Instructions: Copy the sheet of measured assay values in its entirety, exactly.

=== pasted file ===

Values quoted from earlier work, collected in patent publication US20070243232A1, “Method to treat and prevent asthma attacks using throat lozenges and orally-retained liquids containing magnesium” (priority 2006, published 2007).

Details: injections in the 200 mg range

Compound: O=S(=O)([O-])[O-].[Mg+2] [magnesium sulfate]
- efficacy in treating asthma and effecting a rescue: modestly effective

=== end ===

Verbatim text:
Values quoted from earlier work, collected in patent publication US20070243232A1, “Method to treat and prevent asthma attacks using throat lozenges and orally-retained liquids containing magnesium” (priority 2006, published 2007).

Details: injections in the 200 mg range

Compound: O=S(=O)([O-])[O-].[Mg+2] [magnesium sulfate]
- efficacy in treating asthma and effecting a rescue: modestly effective